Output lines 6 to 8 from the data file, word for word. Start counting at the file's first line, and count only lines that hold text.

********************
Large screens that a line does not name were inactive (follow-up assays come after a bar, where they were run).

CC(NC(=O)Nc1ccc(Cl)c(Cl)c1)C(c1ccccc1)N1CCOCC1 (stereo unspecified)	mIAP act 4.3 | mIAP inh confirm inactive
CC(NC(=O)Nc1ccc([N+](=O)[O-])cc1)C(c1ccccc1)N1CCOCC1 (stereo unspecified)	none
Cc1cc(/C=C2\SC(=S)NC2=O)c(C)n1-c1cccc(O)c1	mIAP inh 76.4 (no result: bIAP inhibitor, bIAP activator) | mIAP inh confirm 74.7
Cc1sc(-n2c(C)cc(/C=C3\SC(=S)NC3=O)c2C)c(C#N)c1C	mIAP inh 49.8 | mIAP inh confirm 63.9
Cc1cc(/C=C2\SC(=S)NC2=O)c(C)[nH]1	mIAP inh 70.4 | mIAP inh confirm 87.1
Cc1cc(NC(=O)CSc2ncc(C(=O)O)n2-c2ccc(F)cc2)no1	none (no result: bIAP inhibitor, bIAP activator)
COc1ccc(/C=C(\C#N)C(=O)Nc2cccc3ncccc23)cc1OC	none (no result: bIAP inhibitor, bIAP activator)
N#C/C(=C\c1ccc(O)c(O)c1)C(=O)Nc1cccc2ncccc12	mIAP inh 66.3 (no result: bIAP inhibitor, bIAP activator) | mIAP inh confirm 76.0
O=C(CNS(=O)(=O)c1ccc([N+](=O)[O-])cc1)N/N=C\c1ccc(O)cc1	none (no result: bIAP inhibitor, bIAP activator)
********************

Cc1cc(/C=C2\SC(=S)NC2=O)c(C)[nH]1	mIAP inh 70.4 | mIAP inh confirm 87.1
Cc1cc(NC(=O)CSc2ncc(C(=O)O)n2-c2ccc(F)cc2)no1	none (no result: bIAP inhibitor, bIAP activator)
COc1ccc(/C=C(\C#N)C(=O)Nc2cccc3ncccc23)cc1OC	none (no result: bIAP inhibitor, bIAP activator)